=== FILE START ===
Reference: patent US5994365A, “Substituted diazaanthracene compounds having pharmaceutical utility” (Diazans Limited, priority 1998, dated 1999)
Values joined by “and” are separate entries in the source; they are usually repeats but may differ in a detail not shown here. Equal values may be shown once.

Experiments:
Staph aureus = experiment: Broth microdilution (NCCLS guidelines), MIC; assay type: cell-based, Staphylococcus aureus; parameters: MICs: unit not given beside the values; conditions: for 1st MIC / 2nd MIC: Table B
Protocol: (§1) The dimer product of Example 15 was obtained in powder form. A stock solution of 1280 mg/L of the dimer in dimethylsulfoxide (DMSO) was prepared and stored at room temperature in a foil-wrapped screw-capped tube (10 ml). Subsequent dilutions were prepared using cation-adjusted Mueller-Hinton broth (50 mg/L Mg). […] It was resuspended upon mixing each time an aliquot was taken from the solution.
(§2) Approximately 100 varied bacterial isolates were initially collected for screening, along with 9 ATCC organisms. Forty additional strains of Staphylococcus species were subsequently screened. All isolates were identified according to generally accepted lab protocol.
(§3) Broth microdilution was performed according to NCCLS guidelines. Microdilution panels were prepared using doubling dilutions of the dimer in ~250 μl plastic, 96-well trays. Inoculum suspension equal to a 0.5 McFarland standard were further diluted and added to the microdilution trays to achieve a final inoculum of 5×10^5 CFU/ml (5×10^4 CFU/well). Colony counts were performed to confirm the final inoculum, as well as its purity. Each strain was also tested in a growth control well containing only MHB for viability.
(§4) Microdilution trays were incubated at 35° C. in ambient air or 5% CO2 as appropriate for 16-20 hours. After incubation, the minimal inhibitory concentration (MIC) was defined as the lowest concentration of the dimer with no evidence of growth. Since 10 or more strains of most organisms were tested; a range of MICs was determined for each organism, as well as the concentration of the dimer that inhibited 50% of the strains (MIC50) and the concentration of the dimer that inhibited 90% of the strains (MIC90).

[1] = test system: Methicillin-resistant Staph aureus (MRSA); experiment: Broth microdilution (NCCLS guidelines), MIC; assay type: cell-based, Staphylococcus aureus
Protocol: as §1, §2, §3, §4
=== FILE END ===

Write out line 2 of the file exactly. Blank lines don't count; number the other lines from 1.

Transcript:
Values joined by “and” are separate entries in the source; they are usually repeats but may differ in a detail not shown here. Equal values may be shown once.